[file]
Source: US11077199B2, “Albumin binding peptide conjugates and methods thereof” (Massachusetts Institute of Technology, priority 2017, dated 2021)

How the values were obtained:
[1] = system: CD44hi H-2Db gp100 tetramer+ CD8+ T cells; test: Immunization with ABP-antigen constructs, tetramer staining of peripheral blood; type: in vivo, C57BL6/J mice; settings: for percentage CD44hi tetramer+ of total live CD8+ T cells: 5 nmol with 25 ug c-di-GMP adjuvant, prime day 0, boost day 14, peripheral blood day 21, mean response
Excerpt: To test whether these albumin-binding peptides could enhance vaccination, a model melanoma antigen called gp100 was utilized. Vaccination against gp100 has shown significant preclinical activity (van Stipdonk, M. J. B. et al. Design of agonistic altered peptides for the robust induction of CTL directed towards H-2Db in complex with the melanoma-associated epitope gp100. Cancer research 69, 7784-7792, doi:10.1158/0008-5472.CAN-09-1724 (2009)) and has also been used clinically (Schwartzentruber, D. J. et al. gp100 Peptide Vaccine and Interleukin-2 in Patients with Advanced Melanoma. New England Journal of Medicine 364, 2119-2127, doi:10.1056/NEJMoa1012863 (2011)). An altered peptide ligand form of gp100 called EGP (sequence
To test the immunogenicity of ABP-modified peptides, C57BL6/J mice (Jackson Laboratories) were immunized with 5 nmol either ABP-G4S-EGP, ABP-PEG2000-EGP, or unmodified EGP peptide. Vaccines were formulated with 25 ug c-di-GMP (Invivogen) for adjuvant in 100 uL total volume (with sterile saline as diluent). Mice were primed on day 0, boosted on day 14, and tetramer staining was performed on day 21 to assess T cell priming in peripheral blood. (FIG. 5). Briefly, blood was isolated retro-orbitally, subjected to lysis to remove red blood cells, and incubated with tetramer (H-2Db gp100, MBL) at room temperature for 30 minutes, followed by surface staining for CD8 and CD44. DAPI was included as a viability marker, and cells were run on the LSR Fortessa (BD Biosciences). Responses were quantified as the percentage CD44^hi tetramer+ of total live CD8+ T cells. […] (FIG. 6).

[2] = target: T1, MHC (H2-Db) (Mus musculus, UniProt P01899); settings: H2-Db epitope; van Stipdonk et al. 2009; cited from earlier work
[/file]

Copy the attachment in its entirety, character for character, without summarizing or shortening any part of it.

Source: US11077199B2, “Albumin binding peptide conjugates and methods thereof” (Massachusetts Institute of Technology, priority 2017, dated 2021)

How the values were obtained:
[1] = system: CD44hi H-2Db gp100 tetramer+ CD8+ T cells; test: Immunization with ABP-antigen constructs, tetramer staining of peripheral blood; type: in vivo, C57BL6/J mice; settings: for percentage CD44hi tetramer+ of total live CD8+ T cells: 5 nmol with 25 ug c-di-GMP adjuvant, prime day 0, boost day 14, peripheral blood day 21, mean response
Excerpt: To test whether these albumin-binding peptides could enhance vaccination, a model melanoma antigen called gp100 was utilized. Vaccination against gp100 has shown significant preclinical activity (van Stipdonk, M. J. B. et al. Design of agonistic altered peptides for the robust induction of CTL directed towards H-2Db in complex with the melanoma-associated epitope gp100. Cancer research 69, 7784-7792, doi:10.1158/0008-5472.CAN-09-1724 (2009)) and has also been used clinically (Schwartzentruber, D. J. et al. gp100 Peptide Vaccine and Interleukin-2 in Patients with Advanced Melanoma. New England Journal of Medicine 364, 2119-2127, doi:10.1056/NEJMoa1012863 (2011)). An altered peptide ligand form of gp100 called EGP (sequence
To test the immunogenicity of ABP-modified peptides, C57BL6/J mice (Jackson Laboratories) were immunized with 5 nmol either ABP-G4S-EGP, ABP-PEG2000-EGP, or unmodified EGP peptide. Vaccines were formulated with 25 ug c-di-GMP (Invivogen) for adjuvant in 100 uL total volume (with sterile saline as diluent). Mice were primed on day 0, boosted on day 14, and tetramer staining was performed on day 21 to assess T cell priming in peripheral blood. (FIG. 5). Briefly, blood was isolated retro-orbitally, subjected to lysis to remove red blood cells, and incubated with tetramer (H-2Db gp100, MBL) at room temperature for 30 minutes, followed by surface staining for CD8 and CD44. DAPI was included as a viability marker, and cells were run on the LSR Fortessa (BD Biosciences). Responses were quantified as the percentage CD44^hi tetramer+ of total live CD8+ T cells. […] (FIG. 6).

[2] = target: T1, MHC (H2-Db) (Mus musculus, UniProt P01899); settings: H2-Db epitope; van Stipdonk et al. 2009; cited from earlier work